Help & Advice
Firstly, in terms of cost per kg of hay eaten, you’ll find we’re cheaper! Why? There’s very little of our hay goes into the bin versus low-price hay. Here’s why…
Dust free – we hand sieve our hay to minimise the amount of dust packed in the box, which has two benefits for you:
o 99% of the product is edible hay unlike cheaper brands which have a high content of dust you need to throw away.
o Your house isn’t getting covered in dust and you’re not sneezing or wheezing from hay dust.
Hand-sorted – the team remove brown and dead leaves from the hay before it gets packed in the box, meaning there’s more nutritious goodness in every box
Fresh & nutritious – our hay is dried in the sun keeping it fresher, greener, and lovely smelling, so your little furry friend goes mad for it
But it’s not just the hay you’re paying for, our packaging is more expensive but we think it’s worth it. Here’s why:
Better Materials - Cardboard costs much more than shrink wrapped plastic, but It’s fully recyclable so there’s no waste or plastic going to landfill. (And our inner bag is compostable)
Easier to Store - The box is it easier to store in your home (and can be a little edible playground for your furry friend, just don’t let them eat too much of it!)
Less Mess - The easy to open and re-closable box stops hay going all over your home after opening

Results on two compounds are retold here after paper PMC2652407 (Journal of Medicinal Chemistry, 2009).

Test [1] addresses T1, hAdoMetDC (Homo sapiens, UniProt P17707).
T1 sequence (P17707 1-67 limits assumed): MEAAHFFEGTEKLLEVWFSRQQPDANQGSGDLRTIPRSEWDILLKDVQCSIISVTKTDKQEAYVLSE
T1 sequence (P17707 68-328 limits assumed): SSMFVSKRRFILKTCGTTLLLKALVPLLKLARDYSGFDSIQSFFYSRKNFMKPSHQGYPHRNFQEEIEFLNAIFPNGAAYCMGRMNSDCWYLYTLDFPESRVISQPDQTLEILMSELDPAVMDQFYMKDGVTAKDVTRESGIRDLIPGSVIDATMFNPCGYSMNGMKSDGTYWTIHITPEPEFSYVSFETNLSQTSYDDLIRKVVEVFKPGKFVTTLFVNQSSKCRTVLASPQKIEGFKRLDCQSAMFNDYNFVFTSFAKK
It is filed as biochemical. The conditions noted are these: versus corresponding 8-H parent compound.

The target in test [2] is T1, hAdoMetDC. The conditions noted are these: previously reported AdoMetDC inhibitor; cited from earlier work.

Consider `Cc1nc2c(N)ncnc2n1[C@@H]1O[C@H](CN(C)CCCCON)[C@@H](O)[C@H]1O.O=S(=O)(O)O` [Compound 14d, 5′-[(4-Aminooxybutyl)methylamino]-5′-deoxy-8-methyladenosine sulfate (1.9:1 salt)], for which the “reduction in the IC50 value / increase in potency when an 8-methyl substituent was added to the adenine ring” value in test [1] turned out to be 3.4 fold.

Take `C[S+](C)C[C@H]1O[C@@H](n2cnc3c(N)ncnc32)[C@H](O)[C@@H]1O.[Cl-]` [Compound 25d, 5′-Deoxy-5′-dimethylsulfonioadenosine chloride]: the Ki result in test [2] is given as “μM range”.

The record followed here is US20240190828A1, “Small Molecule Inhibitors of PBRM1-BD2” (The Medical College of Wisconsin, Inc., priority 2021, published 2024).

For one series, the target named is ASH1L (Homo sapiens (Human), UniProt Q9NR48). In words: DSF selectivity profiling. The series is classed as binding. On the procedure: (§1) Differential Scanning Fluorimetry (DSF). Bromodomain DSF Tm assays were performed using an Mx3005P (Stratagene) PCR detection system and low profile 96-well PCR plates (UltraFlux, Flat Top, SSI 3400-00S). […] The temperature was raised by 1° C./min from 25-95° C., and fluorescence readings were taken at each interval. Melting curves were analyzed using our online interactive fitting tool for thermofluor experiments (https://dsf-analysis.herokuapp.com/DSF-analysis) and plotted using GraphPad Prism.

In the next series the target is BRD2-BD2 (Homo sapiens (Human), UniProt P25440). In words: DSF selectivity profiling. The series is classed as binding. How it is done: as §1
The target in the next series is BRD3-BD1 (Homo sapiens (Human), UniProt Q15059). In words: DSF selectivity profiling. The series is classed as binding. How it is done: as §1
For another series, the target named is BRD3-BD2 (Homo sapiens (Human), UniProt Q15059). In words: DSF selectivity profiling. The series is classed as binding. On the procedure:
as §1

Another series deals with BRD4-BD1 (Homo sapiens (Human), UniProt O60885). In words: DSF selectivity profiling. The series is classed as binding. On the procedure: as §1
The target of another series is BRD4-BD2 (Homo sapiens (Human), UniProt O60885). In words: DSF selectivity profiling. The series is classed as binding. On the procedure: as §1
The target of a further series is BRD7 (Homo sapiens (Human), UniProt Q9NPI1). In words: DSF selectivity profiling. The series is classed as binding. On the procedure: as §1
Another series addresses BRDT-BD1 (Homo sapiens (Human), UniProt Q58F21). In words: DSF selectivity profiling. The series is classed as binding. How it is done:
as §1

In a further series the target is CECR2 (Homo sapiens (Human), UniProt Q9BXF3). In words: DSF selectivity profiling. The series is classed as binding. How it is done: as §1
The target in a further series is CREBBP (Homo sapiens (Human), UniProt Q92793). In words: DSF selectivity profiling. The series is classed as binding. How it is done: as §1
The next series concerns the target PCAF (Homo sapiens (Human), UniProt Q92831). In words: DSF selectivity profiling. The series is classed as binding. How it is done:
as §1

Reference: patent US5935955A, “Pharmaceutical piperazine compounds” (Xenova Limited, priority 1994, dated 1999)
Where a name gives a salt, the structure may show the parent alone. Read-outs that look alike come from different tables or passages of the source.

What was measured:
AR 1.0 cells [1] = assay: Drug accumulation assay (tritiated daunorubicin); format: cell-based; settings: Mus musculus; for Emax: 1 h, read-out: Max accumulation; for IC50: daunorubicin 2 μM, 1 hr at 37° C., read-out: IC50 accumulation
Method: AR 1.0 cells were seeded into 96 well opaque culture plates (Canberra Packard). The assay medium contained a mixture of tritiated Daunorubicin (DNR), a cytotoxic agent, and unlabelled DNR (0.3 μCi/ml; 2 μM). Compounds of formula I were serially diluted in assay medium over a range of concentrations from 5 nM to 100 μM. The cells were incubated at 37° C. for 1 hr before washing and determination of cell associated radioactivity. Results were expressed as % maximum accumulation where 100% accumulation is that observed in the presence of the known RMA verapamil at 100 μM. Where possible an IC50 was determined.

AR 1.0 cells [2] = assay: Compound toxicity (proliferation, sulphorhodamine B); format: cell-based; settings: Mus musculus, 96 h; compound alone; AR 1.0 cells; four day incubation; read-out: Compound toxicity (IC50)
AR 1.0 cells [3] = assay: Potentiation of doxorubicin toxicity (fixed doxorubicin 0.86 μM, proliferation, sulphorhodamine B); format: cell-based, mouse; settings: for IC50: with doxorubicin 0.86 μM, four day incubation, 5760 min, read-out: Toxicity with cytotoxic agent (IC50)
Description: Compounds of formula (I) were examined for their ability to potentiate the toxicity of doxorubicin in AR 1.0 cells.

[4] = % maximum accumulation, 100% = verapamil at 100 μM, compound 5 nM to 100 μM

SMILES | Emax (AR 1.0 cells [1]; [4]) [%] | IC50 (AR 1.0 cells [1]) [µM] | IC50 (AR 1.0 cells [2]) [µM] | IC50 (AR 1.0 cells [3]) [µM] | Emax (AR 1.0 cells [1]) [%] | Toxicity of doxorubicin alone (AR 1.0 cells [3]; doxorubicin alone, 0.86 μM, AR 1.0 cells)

Longer Lasting – closing the box lid keeps the hay out of sunlight and fresher for longer than shrink-wrapped hays
Monday - ThursdayOrder by 1pm for delivery within 48 hours
Orders after 1pm will be processed the next working day
Friday - SundayOrders to be expected the following week
The RSPCA recommends at least a ‘rabbit-sized’ bundle of fresh hay for each rabbit daily. The good news is that any un-eaten hay can be used as bedding so there is nothing to lose in making your rabbit’s home a hay paradise!
Do also offer them a variety of safe, washed leafy dark greens or weeds daily as well (but it should never be more than around 5% to 10% of their diet). The RSPCA recommends kale, cabbage, broccoli, parsley and mint as safe plants to feed rabbits. You could also flavour the hay by adding a few herbs like basil, rosemary or coriander. Monitor how their digestive system responds to new foods as their tummies can be very easily upset.
The RSPCA also recommend you avoid muesli like foods. It's like very bad fast food for your furry friend, which can cause lots of stomach problems and won't wear down their teeth.
Like humans, your rabbit must always have unlimited access to clean, fresh water – without water they can become seriously ill. The RSPCA suggests checking the water levels at least twice daily.